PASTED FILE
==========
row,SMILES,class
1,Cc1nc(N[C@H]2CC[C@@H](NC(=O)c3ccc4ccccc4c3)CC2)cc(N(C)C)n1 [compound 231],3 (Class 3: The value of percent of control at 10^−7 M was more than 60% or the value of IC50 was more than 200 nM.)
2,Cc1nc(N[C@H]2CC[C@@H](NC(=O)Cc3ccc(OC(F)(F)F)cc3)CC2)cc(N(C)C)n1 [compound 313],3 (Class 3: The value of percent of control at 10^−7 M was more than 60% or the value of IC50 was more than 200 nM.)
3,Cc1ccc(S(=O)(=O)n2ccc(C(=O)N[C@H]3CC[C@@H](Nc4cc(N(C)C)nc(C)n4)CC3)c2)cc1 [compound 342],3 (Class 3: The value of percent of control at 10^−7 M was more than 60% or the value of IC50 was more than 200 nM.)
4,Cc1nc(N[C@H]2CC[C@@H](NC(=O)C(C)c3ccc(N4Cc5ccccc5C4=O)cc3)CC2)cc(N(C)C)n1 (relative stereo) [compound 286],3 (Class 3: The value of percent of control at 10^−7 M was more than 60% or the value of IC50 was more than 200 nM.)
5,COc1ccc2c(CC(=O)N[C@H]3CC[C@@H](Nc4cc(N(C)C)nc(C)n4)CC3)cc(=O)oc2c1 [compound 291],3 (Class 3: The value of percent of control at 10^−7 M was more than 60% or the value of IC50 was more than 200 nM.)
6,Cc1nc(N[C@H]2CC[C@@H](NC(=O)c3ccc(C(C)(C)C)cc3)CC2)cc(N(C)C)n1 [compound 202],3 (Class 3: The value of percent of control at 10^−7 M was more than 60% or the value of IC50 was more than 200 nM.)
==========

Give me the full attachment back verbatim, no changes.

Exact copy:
row,SMILES,class
1,Cc1nc(N[C@H]2CC[C@@H](NC(=O)c3ccc4ccccc4c3)CC2)cc(N(C)C)n1 [compound 231],3 (Class 3: The value of percent of control at 10^−7 M was more than 60% or the value of IC50 was more than 200 nM.)
2,Cc1nc(N[C@H]2CC[C@@H](NC(=O)Cc3ccc(OC(F)(F)F)cc3)CC2)cc(N(C)C)n1 [compound 313],3 (Class 3: The value of percent of control at 10^−7 M was more than 60% or the value of IC50 was more than 200 nM.)
3,Cc1ccc(S(=O)(=O)n2ccc(C(=O)N[C@H]3CC[C@@H](Nc4cc(N(C)C)nc(C)n4)CC3)c2)cc1 [compound 342],3 (Class 3: The value of percent of control at 10^−7 M was more than 60% or the value of IC50 was more than 200 nM.)
4,Cc1nc(N[C@H]2CC[C@@H](NC(=O)C(C)c3ccc(N4Cc5ccccc5C4=O)cc3)CC2)cc(N(C)C)n1 (relative stereo) [compound 286],3 (Class 3: The value of percent of control at 10^−7 M was more than 60% or the value of IC50 was more than 200 nM.)
5,COc1ccc2c(CC(=O)N[C@H]3CC[C@@H](Nc4cc(N(C)C)nc(C)n4)CC3)cc(=O)oc2c1 [compound 291],3 (Class 3: The value of percent of control at 10^−7 M was more than 60% or the value of IC50 was more than 200 nM.)
6,Cc1nc(N[C@H]2CC[C@@H](NC(=O)c3ccc(C(C)(C)C)cc3)CC2)cc(N(C)C)n1 [compound 202],3 (Class 3: The value of percent of control at 10^−7 M was more than 60% or the value of IC50 was more than 200 nM.)